Grossly inefficient and ineffective? Compared to what?
Mutation is the inception of new information, a somewhat random process but a producer of new information nonetheless. The functionality of this new information, its effect, can be determined by survival in the natural environment.

This is observable.
Calling a theory which suggests, by reason and observation, that the mutation process that produces functionality must be directed, ignorant hypothesizing, is just a way evolutionist bury their heads in the sand against design probabilities.
You seem to be saying that the observation of natural phenomena is not enough to discount the probability of outside direction, that science is irrelevant.
If we consider the question of what came first we can then postulate organizational hierarchy. When we use these terms in relation to biology and specifically evolution then comes that question of how a sophisticated organism came to be wholly functional when complete integration is necessary for functionality.
What?
You can postulate organizational hierarchy into biological evolution but that is an exponent for the accretion of increasing sophistication in biological function. There is no need for fully functional new organisms to arise spontaneously in a hierarchical evolutionary scheme.
In other words what does it take to coordinate functional mutations with all the other functional mutations.
Nature, nature sorts it all out. Coordination is impossible, a ridiculous notion.
For example; assume an amphibious animal ascended from a sea with eyes, digestive and nervous systems adapted to its water environment, the question then becomes what force is necessary to integrate mutations that spontaneously affect not only sight and brain but adjust the digestive system and nervous at the same time so that the animal can survive long enough to effect these changes through its reproductive abilities? Another question is; was it the same forces which motivated that animal to become what it ultimately became before leaving the water the same forces which adapted it to land?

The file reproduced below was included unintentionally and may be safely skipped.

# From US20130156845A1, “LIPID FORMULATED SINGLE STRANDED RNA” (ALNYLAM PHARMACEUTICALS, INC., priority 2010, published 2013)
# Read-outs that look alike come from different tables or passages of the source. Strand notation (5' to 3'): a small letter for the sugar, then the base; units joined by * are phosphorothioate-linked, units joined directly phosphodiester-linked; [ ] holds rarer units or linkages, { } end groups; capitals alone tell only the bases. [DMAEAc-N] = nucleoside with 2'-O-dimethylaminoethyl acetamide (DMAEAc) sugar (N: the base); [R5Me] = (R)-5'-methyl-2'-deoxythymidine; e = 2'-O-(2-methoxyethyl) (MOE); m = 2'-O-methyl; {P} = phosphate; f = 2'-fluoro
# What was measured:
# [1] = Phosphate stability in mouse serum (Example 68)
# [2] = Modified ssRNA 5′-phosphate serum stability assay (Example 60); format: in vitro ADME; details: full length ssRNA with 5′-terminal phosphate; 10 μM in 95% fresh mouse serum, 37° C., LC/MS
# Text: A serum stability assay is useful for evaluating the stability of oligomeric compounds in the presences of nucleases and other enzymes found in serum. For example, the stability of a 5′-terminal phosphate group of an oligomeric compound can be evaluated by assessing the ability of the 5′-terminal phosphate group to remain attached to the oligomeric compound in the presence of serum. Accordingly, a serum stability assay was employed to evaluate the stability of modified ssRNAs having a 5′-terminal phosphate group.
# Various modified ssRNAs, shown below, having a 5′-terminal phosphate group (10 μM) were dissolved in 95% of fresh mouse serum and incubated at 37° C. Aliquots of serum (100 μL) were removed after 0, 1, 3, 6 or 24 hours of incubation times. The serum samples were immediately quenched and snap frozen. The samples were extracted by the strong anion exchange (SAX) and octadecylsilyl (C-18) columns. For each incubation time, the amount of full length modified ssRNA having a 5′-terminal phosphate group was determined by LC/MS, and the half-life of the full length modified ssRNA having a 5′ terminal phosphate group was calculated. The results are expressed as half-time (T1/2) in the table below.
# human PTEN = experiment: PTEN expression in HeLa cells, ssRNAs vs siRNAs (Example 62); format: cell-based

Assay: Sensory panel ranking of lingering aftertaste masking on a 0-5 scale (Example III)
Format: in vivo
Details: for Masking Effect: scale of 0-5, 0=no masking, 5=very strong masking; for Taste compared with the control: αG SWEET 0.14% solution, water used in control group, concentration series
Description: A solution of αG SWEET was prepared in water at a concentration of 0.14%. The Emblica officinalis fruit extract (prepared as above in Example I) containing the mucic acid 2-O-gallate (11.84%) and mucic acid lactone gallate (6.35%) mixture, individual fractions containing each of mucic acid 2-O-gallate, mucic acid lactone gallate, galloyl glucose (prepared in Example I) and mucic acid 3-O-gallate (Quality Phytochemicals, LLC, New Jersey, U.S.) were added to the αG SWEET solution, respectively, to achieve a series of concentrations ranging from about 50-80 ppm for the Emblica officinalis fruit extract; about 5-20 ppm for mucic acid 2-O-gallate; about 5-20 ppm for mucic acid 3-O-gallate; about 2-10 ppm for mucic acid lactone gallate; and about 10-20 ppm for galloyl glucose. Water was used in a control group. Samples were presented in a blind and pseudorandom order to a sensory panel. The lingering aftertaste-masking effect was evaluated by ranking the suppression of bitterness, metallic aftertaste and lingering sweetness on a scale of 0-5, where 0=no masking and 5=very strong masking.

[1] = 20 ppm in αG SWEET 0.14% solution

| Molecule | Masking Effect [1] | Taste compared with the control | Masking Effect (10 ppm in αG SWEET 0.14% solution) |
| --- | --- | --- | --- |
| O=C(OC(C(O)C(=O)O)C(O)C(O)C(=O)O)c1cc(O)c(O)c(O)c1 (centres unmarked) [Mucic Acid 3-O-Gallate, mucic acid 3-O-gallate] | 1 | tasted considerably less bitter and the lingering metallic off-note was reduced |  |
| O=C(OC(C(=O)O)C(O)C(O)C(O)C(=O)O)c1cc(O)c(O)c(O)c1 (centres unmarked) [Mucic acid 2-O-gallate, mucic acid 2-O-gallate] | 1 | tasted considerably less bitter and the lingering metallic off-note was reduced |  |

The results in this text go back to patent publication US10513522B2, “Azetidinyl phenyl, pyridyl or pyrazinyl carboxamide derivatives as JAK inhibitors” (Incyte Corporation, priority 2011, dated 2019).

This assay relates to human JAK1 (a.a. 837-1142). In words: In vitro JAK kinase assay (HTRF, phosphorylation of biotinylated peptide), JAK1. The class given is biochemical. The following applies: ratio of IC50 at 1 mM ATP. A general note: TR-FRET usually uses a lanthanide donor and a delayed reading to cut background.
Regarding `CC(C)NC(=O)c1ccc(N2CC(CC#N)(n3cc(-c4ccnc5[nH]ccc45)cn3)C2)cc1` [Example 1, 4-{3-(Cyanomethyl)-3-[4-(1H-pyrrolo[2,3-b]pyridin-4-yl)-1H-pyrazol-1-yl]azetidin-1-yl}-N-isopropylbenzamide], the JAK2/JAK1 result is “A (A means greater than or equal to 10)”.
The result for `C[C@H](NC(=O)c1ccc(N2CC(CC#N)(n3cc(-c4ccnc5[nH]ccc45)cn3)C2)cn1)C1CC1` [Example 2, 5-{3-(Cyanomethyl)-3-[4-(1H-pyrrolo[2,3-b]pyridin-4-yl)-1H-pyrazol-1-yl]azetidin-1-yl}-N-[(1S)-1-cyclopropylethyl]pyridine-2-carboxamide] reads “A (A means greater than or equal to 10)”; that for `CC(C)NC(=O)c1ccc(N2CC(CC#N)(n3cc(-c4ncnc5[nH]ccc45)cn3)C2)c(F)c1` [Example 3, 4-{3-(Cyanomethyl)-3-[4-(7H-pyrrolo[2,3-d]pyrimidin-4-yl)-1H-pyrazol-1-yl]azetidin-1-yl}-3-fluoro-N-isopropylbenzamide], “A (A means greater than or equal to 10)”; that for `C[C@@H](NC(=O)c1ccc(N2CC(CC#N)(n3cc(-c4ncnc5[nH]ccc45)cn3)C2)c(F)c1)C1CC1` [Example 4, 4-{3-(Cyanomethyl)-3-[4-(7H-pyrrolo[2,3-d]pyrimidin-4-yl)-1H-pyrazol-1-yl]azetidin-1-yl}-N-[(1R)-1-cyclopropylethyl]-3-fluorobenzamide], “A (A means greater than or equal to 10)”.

You are assuming that this hypothetical creature crawled out of the water after having spontaneously acquired these attributes all at once. The fossil record and observations of the attributes of various extant fish and amphibians disagrees with your assumption.
Evolutionists need to start thinking out of the box, Man. You guys are still stuck in the 1800's.
Anti-evolutionists need to start thinking. Anti-evolutionary theory has not changed since the 1800s. It has been given a new set of clothes and a new ID and paraded about but underneath the shiny new clothes and the new ID is the same old tired creature. A creature that cannot accept the observations of people curious about nature.
Meleagar wrote: The disconnect is astounding when people just assume that "if X can produce A-B, it can produce A-Z".
This is a gross mis-characterization of science in general. Science does not assume anything. Science says that if X can produce A-B then maybe it can produce A-Z but before we can say that X can produce A-Z we must find out if this original hypothesis of A-Z is likely or not. Science does this with empirical research.

Along the way to finding out if the original hypothesis of A-Z is likely scientists will make predictions based on the the hypothesis, the idea, that A-Z may be most likely. If their predictions are born out by empirical research then the hypothesis seems more likely. If a great many of these predictions are confirmed the original hypothesis is elevated to the status of a theory. The theory of evolutions predictions have been empirically tested for over 150 years and as yet there is no empirical evidence to contradict it.